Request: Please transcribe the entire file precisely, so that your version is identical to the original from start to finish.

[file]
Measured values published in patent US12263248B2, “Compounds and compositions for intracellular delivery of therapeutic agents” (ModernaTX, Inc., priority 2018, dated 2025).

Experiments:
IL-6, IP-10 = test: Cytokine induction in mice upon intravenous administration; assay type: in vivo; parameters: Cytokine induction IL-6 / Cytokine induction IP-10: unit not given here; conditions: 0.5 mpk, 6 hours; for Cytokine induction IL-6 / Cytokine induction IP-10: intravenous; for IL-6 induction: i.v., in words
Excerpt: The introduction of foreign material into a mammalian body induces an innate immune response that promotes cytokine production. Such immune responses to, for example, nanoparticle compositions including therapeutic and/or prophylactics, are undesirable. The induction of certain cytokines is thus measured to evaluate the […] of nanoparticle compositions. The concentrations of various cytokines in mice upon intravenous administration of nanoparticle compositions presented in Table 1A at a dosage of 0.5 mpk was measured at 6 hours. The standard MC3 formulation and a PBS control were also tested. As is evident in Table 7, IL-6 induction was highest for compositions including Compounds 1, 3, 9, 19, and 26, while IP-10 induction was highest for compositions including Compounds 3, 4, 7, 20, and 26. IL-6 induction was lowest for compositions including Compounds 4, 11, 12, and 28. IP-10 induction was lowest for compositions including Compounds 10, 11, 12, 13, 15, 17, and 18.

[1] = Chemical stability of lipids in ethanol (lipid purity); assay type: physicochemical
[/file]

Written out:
Measured values published in patent US12263248B2, “Compounds and compositions for intracellular delivery of therapeutic agents” (ModernaTX, Inc., priority 2018, dated 2025).

Experiments:
IL-6, IP-10 = test: Cytokine induction in mice upon intravenous administration; assay type: in vivo; parameters: Cytokine induction IL-6 / Cytokine induction IP-10: unit not given here; conditions: 0.5 mpk, 6 hours; for Cytokine induction IL-6 / Cytokine induction IP-10: intravenous; for IL-6 induction: i.v., in words
Excerpt: The introduction of foreign material into a mammalian body induces an innate immune response that promotes cytokine production. Such immune responses to, for example, nanoparticle compositions including therapeutic and/or prophylactics, are undesirable. The induction of certain cytokines is thus measured to evaluate the […] of nanoparticle compositions. The concentrations of various cytokines in mice upon intravenous administration of nanoparticle compositions presented in Table 1A at a dosage of 0.5 mpk was measured at 6 hours. The standard MC3 formulation and a PBS control were also tested. As is evident in Table 7, IL-6 induction was highest for compositions including Compounds 1, 3, 9, 19, and 26, while IP-10 induction was highest for compositions including Compounds 3, 4, 7, 20, and 26. IL-6 induction was lowest for compositions including Compounds 4, 11, 12, and 28. IP-10 induction was lowest for compositions including Compounds 10, 11, 12, 13, 15, 17, and 18.

[1] = Chemical stability of lipids in ethanol (lipid purity); assay type: physicochemical